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White House Suggests Model Used in Reading to Elevate Math Skills
The Bush administration is trying to take a more
aggressive role in strengthening math education, using its
sweeping, and sometimes controversial, endeavors in
reading as a guide.
To that end, the White House is focusing on research to
shape how students across the country are taught the
most basic mathematical concepts.
Unveiled this month, the plan would potentially give the
federal government far more influence over classroom
practices that traditionally have been left to states, school
districts, and individual teachers. The proposal would
establish a National Mathematics Panel to evaluate the
strengths and weaknesses of various teaching strategies,
akin to the body set up in the 1990s to judge reading
methodologies. It would also introduce Math Now, a
program to promote “promising research-based practices”
in elementary and middle school math.
The White House proposals are part of a larger, $380
million plan to improve math and science education, with
the goal of producing a more skilled workforce and
sustaining economic competitiveness internationally.
Both undertakings would be modeled on actions the
federal government took toward reading, including the $1
billion-a-year Reading First program, which distributes
grants to states for districts to carry out reading strategies
federal officials deem to be effective and backed by
That program has strong support in some quarters, but it
has also drawn complaints. Critics say it favors certain
commercial programs and instructional methods, while
discounting others that have equally strong records of
success. The U.S. Department of Education has repeatedly
denied such allegations, but its inspector general and the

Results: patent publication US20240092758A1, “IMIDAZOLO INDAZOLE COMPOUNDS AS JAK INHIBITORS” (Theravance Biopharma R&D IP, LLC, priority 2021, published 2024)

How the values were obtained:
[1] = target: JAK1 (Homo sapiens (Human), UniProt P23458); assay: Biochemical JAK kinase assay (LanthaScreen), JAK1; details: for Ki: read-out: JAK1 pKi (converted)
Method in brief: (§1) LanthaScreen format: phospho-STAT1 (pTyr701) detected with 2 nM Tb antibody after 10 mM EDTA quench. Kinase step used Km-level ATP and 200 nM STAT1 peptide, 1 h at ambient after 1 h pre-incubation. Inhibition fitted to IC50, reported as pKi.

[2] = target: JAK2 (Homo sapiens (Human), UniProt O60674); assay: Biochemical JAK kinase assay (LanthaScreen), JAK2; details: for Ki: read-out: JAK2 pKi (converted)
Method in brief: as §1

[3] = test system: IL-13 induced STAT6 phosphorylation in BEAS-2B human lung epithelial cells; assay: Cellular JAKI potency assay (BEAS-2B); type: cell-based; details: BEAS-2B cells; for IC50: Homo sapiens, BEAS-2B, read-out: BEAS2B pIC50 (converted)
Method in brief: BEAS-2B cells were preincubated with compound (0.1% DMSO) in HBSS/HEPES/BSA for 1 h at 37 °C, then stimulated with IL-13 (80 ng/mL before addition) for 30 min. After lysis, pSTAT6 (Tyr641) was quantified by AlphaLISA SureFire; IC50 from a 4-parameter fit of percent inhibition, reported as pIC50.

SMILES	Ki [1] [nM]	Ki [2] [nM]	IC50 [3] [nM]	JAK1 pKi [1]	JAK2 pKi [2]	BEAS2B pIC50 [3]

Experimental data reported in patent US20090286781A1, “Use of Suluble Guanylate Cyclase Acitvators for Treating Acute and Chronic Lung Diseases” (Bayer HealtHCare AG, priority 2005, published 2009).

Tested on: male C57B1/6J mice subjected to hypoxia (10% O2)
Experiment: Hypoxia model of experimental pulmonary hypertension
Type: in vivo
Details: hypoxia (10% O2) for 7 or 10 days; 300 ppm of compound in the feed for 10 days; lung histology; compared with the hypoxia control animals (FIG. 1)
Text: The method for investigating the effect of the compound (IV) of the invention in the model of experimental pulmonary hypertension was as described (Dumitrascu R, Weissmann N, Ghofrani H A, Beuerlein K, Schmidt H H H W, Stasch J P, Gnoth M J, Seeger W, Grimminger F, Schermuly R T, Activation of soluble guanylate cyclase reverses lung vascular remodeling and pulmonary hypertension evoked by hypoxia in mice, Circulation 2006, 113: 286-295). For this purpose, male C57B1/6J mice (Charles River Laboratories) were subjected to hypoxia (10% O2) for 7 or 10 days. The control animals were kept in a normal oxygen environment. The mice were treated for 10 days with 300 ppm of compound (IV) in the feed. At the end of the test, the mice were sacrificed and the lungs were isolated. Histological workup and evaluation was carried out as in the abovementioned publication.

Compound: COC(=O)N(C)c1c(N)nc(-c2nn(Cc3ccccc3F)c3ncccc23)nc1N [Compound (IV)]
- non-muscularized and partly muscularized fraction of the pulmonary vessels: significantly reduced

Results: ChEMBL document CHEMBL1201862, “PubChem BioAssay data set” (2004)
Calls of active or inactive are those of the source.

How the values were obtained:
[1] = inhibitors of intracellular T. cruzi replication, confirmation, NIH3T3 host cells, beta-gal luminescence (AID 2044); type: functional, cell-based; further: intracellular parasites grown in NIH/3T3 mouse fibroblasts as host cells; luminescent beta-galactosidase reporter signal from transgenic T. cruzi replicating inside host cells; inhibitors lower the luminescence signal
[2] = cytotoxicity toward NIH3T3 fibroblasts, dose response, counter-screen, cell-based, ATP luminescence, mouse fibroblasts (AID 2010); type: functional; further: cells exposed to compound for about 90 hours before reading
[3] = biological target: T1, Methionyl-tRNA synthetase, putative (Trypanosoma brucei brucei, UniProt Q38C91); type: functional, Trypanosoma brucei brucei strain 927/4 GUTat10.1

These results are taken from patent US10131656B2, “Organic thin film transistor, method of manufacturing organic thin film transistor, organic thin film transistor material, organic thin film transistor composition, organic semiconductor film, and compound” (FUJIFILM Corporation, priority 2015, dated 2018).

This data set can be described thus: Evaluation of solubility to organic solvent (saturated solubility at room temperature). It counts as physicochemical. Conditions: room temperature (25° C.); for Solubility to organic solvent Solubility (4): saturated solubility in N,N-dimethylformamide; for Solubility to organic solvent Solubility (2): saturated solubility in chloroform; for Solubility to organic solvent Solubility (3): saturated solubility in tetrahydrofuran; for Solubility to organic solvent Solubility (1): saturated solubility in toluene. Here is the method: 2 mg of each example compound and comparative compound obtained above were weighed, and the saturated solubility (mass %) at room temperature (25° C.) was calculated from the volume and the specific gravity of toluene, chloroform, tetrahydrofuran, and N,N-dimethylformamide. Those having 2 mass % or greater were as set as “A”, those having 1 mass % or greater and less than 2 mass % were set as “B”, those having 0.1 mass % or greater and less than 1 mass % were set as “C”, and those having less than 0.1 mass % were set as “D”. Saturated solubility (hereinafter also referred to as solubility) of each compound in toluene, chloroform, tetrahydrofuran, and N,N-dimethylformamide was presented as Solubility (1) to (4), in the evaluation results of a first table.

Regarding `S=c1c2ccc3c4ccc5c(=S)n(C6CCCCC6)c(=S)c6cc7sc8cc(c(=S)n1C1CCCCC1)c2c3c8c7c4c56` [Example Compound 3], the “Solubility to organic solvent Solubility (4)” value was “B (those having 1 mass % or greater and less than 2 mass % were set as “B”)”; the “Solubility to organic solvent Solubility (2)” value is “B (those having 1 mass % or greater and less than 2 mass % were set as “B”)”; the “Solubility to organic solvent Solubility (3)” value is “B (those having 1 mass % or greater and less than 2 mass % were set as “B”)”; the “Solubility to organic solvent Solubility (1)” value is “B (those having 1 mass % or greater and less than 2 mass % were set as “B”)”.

Government Accountability Office, the watchdog arm of
Congress, are investigating complaints. ("GAO to Probe
Federal Plan for Reading," Oct. 12, 2005.)
Several math experts voiced support for the
administration’s proposal. They also warned that the same
conflicts and controversy that have dogged the reading
program could occur in math.
“It’s high time we put an emphasis on what’s going on in
math research,” said Deborah Loewenberg Ball, a
prominent math scholar. While she supports the creation
of a National Mathematics Panel, she also said its success
would depend on its |objectivity.
“The question is, ‘Who gets on it?’ ” Ms. Ball said. “It has
to be people who can work past the ideology. If it appears
to people [that it’s] biased, people won’t buy into it. And
that will be a pity.”
Mathematicians, scholars, and teachers have long argued
over what approaches to math instruction work best in the
classroom. At issue, in broad terms, is whether teachers
should focus more on building students’ conceptual
understanding of the subject, or emphasize nurturing
their mastery of basic math skills.
Francis “Skip” Fennell, the incoming president of the
National Council of Teachers of Mathematics, in Reston,
Va., said he was heartened by the administration’s
proposal. But he also expressed his hope that, once the
math panel began its work, his 100,000-member
organization would be “a part of that discussion.” The
NCTM has traditionally advocated students’ need for
strong understanding of conceptual math.
“I’m encouraged by the attention given to math at the
elementary and middle level,” Mr. Fennell said of the
administration’s plan. “I like the notion that this is not
‘math next,’ it’s ‘math now.’ ”
In interviews, several math experts, who have been
associated with either camp in the “math wars,” generally
agreed on one point: The amount of research on what
works in math education is relatively thin, compared with
In an attempt to set a bar for research, the congressionally
chartered National Research Council in 2004 released a
report on how math programs should be judged. It
concluded that four different types of studies should be
conducted of math curricula in weighing their
effectiveness. ("NRC Urges Multiple Studies For Math
Curricula," May 26, 2004.)
Ms. Ball, the dean at the University of Michigan’s college
of education, said far more work is needed in areas such
as the order in which students should learn various math
Currently, schools are forced to repeat too much math
material from grade to grade, in part because students
don’t gain an in-depth understanding of concepts the first
time they are presented, Ms. Ball said. “There’s a lot of
forgetting that goes on,” she added.